http://www.buzzbinshop.com

The Living Deads will perform at 123 Pleasant Street Sunday, Sept. 9. Chuck Hughes and Hank Hays play for them, among many others.” This no-rules approach to the game of music is what makes The Living Deads so polarizing, and in featuring a different guitarist at random, it is always in one’s best interest to make it out

to a Living Deads show; you just never know who you might get. While the group’s attitude toward the status quo of today’s music business is anything but the standard, its sound is one that resonates with lovers of that patented rockabilly groove.

Tidwell’s upright bass work is nothing short of sensational, and McKnight’s drumming is always driving and on point. Expect a sound along the lines of the Stray Cats, and expect to be impressed. “It is honestly hard to get a good picture of her

(Tidwell) playing bass,” Pownell said. “Her hands are always moving so fast that the pictures always come out blurry.” For the rockabilly enthusiast, the general music fanatic or just somebody looking for a fun time on a Sunday night, 123 Pleasant

Street is the place to be. In addition to the show, the venue will have free billiards and a $4 Bloody Mary special all night. As usual, concertgoers must be 18 to attend, 21 to drink. hunter.homistek@mail.wvu.edu

Did Eastwood’s RNC act cause trouble for ‘Curve’? LOS ANGELES (AP) — A week after Clint Eastwood’s appearance before the Republican National Convention, mocking continues about the Hollywood veteran’s peculiar, rambling conversation with an imaginary President Barack Obama in an empty chair, raising the question: Will his latest film also be playing to empty seats when it debuts later this month? E a s t w o o d ’s nearly 12-minute-long speech, partially directed to an invisible Obama, has fired up a social media meme that shows no signs of cooling. It includes the popular (hashtag)Eastwooding and the (at)InvisbleObama account on Twitter, as well as jokey videos of the infamous seat hosting a press conference and a montage of empty chairs plopped into Eastwood film scenes. While such ridicule plays well online, it could prove disastrous at the box office when “Trouble With the Curve” opens nationwide Sept. 21. The film stars Eastwood as a pasthis-prime baseball scout for the Atlanta Braves who’s accompanied by his lawyer daughter, played by “The Fighter” actress Amy Adams, on a last-chance scouting trip to North Carolina. “If you’re a Clint Eastwood fan, my guess is you’ll probably still go to see the movie,” said S. Mark Young, co-author of “The Mirror Effect: How Celebrity Narcissism is Seducing America” and professor at the University of Southern California’s Marshall School of Business. “If you’re not, you might be very disappointed with what’s become of Clint.” The movie, which also stars Justin Timberlake as a rival scout, is directed by Eastwood collaborator, Robert Lorenz, and is being distributed by Warner Bros. A studio spokeswoman declined to comment if the film’s marketing campaign would be tweaked in light of Eastwood’s odd convention appearance. He’s still ex-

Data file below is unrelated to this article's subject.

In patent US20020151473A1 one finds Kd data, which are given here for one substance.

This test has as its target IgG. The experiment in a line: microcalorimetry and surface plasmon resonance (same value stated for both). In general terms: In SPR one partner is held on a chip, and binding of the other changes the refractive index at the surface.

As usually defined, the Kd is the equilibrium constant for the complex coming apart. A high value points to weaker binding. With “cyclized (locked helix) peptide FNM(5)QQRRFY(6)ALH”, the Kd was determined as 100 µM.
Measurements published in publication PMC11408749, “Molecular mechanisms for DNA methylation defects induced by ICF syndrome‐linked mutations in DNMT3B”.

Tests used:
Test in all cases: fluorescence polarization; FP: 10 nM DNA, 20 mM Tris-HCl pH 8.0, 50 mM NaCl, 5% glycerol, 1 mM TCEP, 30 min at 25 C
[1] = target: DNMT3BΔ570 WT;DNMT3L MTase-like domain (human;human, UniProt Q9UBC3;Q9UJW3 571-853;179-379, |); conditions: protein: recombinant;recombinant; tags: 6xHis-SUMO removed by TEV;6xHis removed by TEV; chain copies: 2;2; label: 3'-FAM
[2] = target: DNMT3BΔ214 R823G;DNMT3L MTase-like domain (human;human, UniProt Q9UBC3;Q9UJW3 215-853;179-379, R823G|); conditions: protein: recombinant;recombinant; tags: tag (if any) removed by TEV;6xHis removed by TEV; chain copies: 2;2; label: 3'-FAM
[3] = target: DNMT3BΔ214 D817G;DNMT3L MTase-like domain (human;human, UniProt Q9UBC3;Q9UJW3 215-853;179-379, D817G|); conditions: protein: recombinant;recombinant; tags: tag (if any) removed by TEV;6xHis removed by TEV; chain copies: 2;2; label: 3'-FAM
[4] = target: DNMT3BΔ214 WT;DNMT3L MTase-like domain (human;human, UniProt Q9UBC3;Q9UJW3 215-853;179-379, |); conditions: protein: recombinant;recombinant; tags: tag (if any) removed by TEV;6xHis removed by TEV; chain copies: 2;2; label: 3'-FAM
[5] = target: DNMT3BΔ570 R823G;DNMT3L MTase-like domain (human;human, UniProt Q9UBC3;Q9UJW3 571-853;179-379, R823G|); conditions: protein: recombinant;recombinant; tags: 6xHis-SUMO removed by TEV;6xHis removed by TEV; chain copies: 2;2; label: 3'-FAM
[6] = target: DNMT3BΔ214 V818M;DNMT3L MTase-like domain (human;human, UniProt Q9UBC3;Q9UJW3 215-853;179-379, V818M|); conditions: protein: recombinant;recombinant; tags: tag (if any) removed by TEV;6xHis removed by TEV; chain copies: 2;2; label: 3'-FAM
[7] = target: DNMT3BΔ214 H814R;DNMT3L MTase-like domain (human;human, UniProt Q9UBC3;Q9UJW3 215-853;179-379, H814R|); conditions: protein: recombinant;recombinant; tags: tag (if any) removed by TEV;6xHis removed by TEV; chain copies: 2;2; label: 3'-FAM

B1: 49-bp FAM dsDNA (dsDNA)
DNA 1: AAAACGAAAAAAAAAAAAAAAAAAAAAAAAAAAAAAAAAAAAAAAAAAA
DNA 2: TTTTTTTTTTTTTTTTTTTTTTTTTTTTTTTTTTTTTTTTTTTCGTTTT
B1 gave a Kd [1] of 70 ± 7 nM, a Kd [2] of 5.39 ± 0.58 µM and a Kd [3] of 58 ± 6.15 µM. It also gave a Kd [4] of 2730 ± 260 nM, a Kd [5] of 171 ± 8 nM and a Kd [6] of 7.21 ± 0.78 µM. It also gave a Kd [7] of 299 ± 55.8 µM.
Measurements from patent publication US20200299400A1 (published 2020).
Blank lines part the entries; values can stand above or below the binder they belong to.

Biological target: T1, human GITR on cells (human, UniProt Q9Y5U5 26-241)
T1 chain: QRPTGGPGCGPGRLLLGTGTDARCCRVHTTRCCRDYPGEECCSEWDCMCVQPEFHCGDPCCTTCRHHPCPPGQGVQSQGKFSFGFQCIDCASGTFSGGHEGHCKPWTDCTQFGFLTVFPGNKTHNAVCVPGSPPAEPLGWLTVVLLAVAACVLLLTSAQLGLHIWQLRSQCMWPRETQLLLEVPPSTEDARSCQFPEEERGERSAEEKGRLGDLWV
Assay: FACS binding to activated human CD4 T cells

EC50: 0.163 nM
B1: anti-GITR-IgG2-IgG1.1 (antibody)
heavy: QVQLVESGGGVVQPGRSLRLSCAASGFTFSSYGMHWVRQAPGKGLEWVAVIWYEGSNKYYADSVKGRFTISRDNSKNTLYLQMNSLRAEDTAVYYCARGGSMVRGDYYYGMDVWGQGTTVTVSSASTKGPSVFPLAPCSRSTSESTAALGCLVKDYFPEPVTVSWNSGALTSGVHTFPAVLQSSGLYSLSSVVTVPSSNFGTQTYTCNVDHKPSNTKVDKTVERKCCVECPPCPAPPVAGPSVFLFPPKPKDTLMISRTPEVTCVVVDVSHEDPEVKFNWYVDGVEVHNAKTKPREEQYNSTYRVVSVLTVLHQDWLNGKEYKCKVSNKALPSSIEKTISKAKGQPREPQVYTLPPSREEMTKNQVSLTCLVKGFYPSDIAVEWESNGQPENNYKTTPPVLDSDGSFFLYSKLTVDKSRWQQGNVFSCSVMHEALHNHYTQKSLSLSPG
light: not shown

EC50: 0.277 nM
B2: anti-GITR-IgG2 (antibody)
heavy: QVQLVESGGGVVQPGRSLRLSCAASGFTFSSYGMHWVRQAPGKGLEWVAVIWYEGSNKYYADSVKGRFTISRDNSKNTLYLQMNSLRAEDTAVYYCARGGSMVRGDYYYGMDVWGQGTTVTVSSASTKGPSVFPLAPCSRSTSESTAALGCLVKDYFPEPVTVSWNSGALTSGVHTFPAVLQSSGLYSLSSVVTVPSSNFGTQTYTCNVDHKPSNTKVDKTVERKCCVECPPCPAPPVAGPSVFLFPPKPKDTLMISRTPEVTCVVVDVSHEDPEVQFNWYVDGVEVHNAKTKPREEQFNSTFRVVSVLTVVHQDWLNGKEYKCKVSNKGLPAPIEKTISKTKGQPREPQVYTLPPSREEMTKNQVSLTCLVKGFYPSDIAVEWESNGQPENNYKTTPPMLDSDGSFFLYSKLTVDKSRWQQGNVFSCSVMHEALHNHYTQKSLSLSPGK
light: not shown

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pected to attend the film’s junket and premiere. Leonard Hirshan, Eastwood’s longtime manager, said the 82-year-old actor-director would likely appear on one talk show to promote the film. He wasn’t sure which one. Hirshan didn’t originally know Eastwood was planning to appear at the convention in Tampa, Fla. He noted Eastwood doesn’t employ a personal representative and usually “chooses to do what he wants to do.” Although he’s been a Hollywood staple, Eastwood has never conformed to Hollywood standards. He’s a flag-waving Republican, a fiscal conservative who takes leftleaning stands on social issues like gay marriage. He made waves with rightwingers earlier this year when he starred in a Super Bowl spot for Chrysler, a company that benefited from government support. Despite the continued roasting of Eastwood’s RNC shenanigans online, Young of USC said moviegoers are often extremely forgiving of such bizarre, broadcast-for-the-masses moments. He cited Tom Cruise as an example. Cruise still draws crowds to theaters even after he wildly jumped on Oprah Winfrey’s couch and called Matt Lauer “glib” on the “Today” show. “Unless someone has done something truly egregious, people are still going to go to the movies,” said Young. “If people go to see `Trouble With the Curve,’ it’s probably not because they side or don’t side with Clint’s political beliefs. They’re going to go to be entertained, whether they like movies about baseball or just the stuff that Eastwood has done in the past.” M ov i e g o e r s a re n ’ t the only audience Eastwood might have to worry about following his divisive speech supporting Mitt Romney. There’s also left-leaning Hollywood. Eastwood’s “Trouble With the Curve” performance